The Elizabeth line has rapidly become the busiest train line in the country, according to latest passenger figures.
Between July and September it carried 44.12m passengers, well in excess of key commuter services such as South Western Railway (35.1m), Southeastern (29.7m) and the London Overground (39.3m), according to the Office for Rail and Road.
Only the Govia Thameslink franchise carried more passengers over the three-month period, but it consists of four train companies – Thameslink, Southern, Great Northern and the Gatwick Express – and none surpassed the Elizabeth line’s figures.
The £20bn Elizabeth line opened on May 24 and has clocked up more than 70m journeys to date – 20m more than expected and boosting Transport for London’s fares revenue by an additional £30m.
A number of the trips are believed to be “new” trips rather than passengers choosing not to use the Tube.
However rail firms such as Southeastern say they are losing passengers to the Elizabeth line and have axed some connections to Elizabeth line stations such as Abbey Wood.
The Elizabeth line is the most popular of all TfL services, scoring an average of 83 out of 100 for customer satisfaction - and 87 for its central section between Abbey Wood and Paddington.
Passenger numbers have increased further recently, driven by the opening of Bond Street station on October 24 and the start of “through running” of trains from Heathrow, Reading and Shenfield into central London on November 6.
The final upgrade of the Elizabeth line is due in May 2023, when trains will run “end to end” from Shenfield through to Heathrow or Reading and vice versa, and peak frequencies will increase to 24 trains an hour.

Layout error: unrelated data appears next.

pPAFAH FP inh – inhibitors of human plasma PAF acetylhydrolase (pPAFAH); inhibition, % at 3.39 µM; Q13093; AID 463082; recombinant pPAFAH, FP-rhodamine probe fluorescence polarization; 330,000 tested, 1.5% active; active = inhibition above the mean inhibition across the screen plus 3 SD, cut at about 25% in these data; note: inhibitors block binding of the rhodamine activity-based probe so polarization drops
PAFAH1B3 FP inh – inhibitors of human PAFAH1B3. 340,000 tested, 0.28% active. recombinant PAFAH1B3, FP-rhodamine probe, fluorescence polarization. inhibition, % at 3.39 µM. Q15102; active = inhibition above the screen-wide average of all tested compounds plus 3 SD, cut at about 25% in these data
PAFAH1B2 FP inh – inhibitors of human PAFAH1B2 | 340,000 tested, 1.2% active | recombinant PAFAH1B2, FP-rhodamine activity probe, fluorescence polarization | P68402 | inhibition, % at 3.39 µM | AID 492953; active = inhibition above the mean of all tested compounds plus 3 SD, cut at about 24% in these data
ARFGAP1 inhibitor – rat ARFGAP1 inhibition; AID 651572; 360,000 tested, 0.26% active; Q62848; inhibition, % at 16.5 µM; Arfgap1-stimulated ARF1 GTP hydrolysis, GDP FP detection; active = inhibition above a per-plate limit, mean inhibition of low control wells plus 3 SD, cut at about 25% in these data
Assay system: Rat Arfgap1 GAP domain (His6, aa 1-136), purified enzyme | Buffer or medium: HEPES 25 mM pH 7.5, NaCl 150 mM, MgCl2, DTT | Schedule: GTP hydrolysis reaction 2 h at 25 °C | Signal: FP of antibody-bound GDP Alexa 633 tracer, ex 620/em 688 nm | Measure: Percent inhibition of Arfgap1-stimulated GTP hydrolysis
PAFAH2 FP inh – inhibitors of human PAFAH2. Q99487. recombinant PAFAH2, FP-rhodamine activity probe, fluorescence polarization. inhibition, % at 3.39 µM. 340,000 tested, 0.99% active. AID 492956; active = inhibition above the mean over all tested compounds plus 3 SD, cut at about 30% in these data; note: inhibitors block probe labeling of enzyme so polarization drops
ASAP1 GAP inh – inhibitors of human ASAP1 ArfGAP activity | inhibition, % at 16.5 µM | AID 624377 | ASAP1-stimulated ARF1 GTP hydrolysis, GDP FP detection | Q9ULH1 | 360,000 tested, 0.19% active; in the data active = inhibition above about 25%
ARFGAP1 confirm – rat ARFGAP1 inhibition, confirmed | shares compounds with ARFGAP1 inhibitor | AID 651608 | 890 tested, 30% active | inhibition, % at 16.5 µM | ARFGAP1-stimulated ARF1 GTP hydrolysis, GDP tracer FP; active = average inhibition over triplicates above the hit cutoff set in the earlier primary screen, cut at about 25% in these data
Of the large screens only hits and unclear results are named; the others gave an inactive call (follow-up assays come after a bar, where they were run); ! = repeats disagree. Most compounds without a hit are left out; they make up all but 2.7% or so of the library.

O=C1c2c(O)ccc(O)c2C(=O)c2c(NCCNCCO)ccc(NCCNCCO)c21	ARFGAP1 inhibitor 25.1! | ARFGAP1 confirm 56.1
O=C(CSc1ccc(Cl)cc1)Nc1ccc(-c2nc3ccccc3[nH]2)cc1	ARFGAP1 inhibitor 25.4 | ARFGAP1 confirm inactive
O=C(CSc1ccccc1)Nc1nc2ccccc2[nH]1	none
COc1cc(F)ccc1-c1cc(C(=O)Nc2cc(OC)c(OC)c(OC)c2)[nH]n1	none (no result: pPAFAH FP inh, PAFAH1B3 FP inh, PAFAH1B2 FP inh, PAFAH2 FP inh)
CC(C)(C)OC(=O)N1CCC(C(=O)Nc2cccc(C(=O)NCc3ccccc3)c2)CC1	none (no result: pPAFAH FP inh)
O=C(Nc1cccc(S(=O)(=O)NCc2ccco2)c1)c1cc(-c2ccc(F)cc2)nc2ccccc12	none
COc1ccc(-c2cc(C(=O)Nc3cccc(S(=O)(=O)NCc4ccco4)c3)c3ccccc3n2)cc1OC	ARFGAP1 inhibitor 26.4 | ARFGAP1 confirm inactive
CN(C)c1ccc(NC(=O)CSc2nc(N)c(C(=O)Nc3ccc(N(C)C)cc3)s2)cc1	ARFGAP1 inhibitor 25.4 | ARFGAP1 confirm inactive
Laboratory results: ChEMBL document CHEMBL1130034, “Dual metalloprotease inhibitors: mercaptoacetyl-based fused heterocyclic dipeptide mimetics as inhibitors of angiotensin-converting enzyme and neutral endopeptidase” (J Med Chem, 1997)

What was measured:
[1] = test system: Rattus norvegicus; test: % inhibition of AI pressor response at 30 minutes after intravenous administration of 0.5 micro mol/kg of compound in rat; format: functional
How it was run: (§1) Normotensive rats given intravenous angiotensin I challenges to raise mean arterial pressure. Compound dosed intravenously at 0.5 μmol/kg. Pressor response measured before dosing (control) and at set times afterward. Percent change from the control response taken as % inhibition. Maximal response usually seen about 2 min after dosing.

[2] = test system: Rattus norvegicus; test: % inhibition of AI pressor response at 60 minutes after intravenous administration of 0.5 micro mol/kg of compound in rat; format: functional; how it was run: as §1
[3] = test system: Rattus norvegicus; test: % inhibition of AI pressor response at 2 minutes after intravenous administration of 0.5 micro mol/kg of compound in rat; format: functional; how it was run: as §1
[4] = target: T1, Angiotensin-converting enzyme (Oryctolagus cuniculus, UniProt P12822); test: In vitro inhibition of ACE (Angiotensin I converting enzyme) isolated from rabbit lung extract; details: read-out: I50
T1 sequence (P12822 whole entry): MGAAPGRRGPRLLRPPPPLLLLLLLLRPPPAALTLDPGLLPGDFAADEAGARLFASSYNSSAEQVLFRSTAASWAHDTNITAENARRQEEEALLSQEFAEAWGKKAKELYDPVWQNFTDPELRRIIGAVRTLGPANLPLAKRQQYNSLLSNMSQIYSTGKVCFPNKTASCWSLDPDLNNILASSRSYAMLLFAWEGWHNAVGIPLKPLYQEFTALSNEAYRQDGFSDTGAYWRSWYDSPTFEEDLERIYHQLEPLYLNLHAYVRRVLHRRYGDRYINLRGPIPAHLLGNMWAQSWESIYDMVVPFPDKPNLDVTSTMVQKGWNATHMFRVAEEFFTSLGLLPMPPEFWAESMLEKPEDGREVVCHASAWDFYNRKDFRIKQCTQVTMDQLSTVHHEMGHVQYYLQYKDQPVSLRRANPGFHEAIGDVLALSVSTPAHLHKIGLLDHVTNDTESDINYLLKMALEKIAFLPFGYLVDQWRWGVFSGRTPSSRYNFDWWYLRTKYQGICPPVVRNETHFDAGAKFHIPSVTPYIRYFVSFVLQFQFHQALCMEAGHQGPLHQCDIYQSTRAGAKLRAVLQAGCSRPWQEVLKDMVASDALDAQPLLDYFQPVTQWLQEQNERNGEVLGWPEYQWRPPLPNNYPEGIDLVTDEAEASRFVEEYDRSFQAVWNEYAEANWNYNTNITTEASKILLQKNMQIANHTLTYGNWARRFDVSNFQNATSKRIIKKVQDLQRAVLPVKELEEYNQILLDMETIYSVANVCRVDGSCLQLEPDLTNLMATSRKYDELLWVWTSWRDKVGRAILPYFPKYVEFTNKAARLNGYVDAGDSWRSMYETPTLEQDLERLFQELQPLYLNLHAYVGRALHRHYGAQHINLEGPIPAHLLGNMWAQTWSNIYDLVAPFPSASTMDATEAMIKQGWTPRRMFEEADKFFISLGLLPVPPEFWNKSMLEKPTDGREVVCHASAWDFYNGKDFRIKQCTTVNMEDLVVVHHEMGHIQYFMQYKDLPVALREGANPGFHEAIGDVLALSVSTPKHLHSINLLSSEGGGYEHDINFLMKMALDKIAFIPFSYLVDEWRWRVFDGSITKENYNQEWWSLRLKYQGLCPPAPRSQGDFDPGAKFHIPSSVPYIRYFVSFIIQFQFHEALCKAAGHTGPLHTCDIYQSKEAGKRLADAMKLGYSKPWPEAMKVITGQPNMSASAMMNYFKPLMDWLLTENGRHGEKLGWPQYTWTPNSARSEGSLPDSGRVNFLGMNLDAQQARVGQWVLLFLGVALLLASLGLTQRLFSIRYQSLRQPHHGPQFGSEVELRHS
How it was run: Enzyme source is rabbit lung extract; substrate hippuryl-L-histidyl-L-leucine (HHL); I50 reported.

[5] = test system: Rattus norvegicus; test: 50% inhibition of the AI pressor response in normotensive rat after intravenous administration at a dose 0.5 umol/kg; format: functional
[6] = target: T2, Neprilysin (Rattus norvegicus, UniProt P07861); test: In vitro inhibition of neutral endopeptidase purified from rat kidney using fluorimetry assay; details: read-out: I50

Canary Wharf, one of the key destinations on the Elizabeth line, said midweek travel was back to pre-pandemic levels while weekend visitors in December were up 50 per cent on three years ago, according to TfL figures.
A total of 359 million journeys were made on the UK’s railways in the most recent three-month period, 80 per cent of pre-pandemic levels.
Numbers were suppressed by five strike days in July and August, three involving the RMT and two Aslef.
In the year to September 30, there were 1.2bn journeys - nearly double the previous 12-month period.
There were 252 million journeys in London and the South East sector between July and September - 82 per cent of the 307 million journeys in the same quarter three years ago
London North East Railway, which runs trains between King’s Cross, the North East and Scotland on the East Coast Main Line, had more passengers than the same period three years ago – almost 106 per cent of 2019 levels.
It said it had carried more than 21 million passengers this year.
Fares income across the railway was £2.2 billion for the period – 71 per cent of the £3.1bn three years ago.
A Rail Delivery Group spokesman said: “This data confirms the scale of the financial challenge the industry faces as it recovers from the pandemic and the pressing need for reform to put it on a sustainable footing.”